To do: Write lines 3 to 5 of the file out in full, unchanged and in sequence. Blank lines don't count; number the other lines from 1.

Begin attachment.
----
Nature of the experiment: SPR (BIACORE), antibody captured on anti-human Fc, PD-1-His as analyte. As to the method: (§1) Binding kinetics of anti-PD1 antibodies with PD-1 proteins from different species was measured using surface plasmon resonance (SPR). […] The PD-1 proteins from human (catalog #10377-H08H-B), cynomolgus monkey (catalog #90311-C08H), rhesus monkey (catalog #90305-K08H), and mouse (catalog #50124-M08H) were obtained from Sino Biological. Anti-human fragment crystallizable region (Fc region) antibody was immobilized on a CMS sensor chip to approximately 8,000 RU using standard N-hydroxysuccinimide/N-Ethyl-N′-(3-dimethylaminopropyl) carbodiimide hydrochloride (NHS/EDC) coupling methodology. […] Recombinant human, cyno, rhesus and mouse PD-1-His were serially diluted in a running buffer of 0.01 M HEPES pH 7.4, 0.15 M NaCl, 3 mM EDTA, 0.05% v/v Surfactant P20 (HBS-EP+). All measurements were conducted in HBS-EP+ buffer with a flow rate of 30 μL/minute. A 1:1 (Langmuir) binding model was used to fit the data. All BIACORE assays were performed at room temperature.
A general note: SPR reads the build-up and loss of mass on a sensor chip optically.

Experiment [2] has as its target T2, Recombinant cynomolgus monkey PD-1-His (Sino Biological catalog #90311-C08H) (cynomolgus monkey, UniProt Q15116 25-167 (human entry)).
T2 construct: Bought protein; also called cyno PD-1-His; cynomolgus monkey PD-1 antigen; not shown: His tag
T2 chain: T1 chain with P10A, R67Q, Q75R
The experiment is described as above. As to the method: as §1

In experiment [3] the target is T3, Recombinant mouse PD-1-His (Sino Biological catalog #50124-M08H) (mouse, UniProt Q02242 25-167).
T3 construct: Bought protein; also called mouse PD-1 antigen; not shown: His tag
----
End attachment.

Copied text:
Experiment [2] has as its target T2, Recombinant cynomolgus monkey PD-1-His (Sino Biological catalog #90311-C08H) (cynomolgus monkey, UniProt Q15116 25-167 (human entry)).
T2 construct: Bought protein; also called cyno PD-1-His; cynomolgus monkey PD-1 antigen; not shown: His tag
T2 chain: T1 chain with P10A, R67Q, Q75R